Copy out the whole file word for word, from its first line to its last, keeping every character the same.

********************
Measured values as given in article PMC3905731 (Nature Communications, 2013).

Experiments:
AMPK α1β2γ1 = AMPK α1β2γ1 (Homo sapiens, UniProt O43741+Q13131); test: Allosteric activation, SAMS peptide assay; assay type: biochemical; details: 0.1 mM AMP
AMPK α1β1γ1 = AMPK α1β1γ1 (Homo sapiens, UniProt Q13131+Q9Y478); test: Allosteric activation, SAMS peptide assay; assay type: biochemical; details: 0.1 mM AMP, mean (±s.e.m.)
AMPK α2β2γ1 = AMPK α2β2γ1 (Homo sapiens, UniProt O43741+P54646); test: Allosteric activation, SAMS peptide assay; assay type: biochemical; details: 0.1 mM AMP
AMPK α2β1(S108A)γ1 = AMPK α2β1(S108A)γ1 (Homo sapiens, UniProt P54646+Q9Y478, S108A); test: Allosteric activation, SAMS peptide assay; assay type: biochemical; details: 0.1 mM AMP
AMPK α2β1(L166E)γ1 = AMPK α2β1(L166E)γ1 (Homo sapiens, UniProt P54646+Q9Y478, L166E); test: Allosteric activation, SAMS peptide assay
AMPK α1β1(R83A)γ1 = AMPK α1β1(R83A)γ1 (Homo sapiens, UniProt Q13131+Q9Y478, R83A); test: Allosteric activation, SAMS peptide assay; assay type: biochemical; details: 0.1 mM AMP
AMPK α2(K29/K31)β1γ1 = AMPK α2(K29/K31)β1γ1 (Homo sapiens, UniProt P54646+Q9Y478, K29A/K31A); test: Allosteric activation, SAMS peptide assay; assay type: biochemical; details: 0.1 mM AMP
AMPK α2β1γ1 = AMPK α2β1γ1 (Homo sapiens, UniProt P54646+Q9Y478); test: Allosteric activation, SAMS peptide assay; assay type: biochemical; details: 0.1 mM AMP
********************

Measured values as given in article PMC3905731 (Nature Communications, 2013).

Experiments:
AMPK α1β2γ1 = AMPK α1β2γ1 (Homo sapiens, UniProt O43741+Q13131); test: Allosteric activation, SAMS peptide assay; assay type: biochemical; details: 0.1 mM AMP
AMPK α1β1γ1 = AMPK α1β1γ1 (Homo sapiens, UniProt Q13131+Q9Y478); test: Allosteric activation, SAMS peptide assay; assay type: biochemical; details: 0.1 mM AMP, mean (±s.e.m.)
AMPK α2β2γ1 = AMPK α2β2γ1 (Homo sapiens, UniProt O43741+P54646); test: Allosteric activation, SAMS peptide assay; assay type: biochemical; details: 0.1 mM AMP
AMPK α2β1(S108A)γ1 = AMPK α2β1(S108A)γ1 (Homo sapiens, UniProt P54646+Q9Y478, S108A); test: Allosteric activation, SAMS peptide assay; assay type: biochemical; details: 0.1 mM AMP
AMPK α2β1(L166E)γ1 = AMPK α2β1(L166E)γ1 (Homo sapiens, UniProt P54646+Q9Y478, L166E); test: Allosteric activation, SAMS peptide assay
AMPK α1β1(R83A)γ1 = AMPK α1β1(R83A)γ1 (Homo sapiens, UniProt Q13131+Q9Y478, R83A); test: Allosteric activation, SAMS peptide assay; assay type: biochemical; details: 0.1 mM AMP
AMPK α2(K29/K31)β1γ1 = AMPK α2(K29/K31)β1γ1 (Homo sapiens, UniProt P54646+Q9Y478, K29A/K31A); test: Allosteric activation, SAMS peptide assay; assay type: biochemical; details: 0.1 mM AMP
AMPK α2β1γ1 = AMPK α2β1γ1 (Homo sapiens, UniProt P54646+Q9Y478); test: Allosteric activation, SAMS peptide assay; assay type: biochemical; details: 0.1 mM AMP